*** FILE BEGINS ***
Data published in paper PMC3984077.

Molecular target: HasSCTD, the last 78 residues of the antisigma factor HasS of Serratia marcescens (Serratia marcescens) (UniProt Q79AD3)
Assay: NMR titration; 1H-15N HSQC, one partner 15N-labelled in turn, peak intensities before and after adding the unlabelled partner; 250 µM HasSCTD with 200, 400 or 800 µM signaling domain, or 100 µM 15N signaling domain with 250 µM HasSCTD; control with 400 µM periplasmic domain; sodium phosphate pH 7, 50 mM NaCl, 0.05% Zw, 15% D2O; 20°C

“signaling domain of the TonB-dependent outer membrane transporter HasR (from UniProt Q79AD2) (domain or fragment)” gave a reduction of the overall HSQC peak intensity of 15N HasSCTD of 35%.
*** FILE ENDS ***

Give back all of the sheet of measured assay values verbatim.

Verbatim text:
Data published in paper PMC3984077.

Molecular target: HasSCTD, the last 78 residues of the antisigma factor HasS of Serratia marcescens (Serratia marcescens) (UniProt Q79AD3)
Assay: NMR titration; 1H-15N HSQC, one partner 15N-labelled in turn, peak intensities before and after adding the unlabelled partner; 250 µM HasSCTD with 200, 400 or 800 µM signaling domain, or 100 µM 15N signaling domain with 250 µM HasSCTD; control with 400 µM periplasmic domain; sodium phosphate pH 7, 50 mM NaCl, 0.05% Zw, 15% D2O; 20°C

“signaling domain of the TonB-dependent outer membrane transporter HasR (from UniProt Q79AD2) (domain or fragment)” gave a reduction of the overall HSQC peak intensity of 15N HasSCTD of 35%.